By Maya Rhodan
December 22, 2015

Police officers in San Francisco who were found to have exchanged racist and homophobic text messages will not be punished for their actions because the police department was too slow to take action against them, a judge ruled Monday.

The San Francisco Chronicle reports the messages, in which officers used slurs against blacks and gays, were discovered during a 2014 federal investigation into a sergeant and several officers, though lawyers for the officers say the department originally found out about the messages in December 2012. In spring 2015, the chief of police in San Francisco fired eight officers and disciplined a half dozen others over the messages.

Judge Ernest Goldsmith ruled that because the police department didn’t take action against the officers within the one-year statue of limitations for personnel investigations set by the state’s Peace Officer Bill of Rights, they could not be reprimanded. The Chronicle reports they will be allowed to keep their jobs.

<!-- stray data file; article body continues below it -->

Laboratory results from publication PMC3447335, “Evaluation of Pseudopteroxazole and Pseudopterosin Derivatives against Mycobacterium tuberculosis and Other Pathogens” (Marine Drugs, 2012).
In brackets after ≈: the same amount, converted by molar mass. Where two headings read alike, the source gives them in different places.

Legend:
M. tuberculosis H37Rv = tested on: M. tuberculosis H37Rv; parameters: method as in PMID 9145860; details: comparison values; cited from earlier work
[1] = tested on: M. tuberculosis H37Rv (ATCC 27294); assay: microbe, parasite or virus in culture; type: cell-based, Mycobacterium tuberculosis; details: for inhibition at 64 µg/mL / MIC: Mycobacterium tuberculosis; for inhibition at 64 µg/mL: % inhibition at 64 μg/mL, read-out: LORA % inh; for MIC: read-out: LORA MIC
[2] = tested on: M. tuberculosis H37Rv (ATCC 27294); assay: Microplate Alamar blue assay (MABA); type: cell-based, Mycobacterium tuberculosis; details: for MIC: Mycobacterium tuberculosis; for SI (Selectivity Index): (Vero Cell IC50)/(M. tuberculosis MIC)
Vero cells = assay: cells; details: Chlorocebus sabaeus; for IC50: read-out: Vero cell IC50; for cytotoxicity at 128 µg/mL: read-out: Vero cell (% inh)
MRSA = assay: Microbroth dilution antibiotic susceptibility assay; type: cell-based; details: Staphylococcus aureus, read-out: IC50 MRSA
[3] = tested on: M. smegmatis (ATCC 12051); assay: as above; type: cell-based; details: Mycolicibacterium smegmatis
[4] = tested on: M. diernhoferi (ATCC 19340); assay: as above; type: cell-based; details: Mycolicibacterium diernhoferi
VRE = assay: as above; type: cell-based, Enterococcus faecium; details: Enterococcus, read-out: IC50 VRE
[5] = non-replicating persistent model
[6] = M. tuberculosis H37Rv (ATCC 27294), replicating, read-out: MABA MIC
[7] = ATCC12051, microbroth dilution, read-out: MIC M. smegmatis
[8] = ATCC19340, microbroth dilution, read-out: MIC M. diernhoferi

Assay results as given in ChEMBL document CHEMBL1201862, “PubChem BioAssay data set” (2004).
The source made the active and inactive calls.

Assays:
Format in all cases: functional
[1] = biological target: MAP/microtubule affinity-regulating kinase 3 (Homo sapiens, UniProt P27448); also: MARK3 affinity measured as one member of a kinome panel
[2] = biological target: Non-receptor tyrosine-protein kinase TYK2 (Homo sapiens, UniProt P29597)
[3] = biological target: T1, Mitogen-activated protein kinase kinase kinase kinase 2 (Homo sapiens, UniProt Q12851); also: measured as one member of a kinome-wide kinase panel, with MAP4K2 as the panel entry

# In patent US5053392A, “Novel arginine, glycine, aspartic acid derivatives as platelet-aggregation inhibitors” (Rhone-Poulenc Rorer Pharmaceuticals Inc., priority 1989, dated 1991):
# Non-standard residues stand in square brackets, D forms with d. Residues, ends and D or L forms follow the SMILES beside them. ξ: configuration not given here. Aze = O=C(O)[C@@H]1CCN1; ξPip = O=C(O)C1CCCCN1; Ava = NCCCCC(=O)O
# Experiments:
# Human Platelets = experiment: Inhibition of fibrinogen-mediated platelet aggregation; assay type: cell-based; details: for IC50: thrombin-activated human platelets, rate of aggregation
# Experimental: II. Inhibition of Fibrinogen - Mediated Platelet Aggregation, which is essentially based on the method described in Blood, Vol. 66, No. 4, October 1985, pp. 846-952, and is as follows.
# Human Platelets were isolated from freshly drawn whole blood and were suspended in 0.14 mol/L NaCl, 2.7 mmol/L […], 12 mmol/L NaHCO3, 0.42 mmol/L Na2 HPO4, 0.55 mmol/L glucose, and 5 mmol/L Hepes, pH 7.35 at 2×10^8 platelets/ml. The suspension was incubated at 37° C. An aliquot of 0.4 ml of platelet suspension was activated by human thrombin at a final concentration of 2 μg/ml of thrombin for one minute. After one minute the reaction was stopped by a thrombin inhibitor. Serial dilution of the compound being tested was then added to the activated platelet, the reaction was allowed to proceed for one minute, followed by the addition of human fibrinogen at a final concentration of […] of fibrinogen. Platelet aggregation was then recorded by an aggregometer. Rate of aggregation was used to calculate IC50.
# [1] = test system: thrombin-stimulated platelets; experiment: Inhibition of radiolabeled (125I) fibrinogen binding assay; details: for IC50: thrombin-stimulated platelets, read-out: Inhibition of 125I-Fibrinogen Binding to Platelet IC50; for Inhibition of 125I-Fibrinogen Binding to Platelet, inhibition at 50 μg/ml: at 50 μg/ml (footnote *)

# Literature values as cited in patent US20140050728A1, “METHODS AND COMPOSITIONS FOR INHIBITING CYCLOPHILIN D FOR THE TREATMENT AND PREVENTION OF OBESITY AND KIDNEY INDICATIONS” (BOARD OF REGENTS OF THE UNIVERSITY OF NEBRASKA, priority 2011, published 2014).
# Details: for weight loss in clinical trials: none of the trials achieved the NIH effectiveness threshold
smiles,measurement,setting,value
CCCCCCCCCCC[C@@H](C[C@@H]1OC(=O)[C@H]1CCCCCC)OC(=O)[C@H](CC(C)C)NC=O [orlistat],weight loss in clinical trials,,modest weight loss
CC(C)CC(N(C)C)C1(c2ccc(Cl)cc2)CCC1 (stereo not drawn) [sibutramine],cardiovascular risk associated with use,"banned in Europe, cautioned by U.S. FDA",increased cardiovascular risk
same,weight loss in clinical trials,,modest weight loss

“It is not in the public interest to let police misconduct charges languish,” the judge said. “The public has a right to have accusations against police officers be promptly adjudicated.”

According to NBC Bay Area, the city and police department plan to appeal the decision. “The fact that San Francisco is forced to retain police officers that demonstrated explicit racism will have ramifications for the reputation of the department, the fair administration of justice, and the trust of the community SFPD serves,” said District Attorney George Gascon.

 

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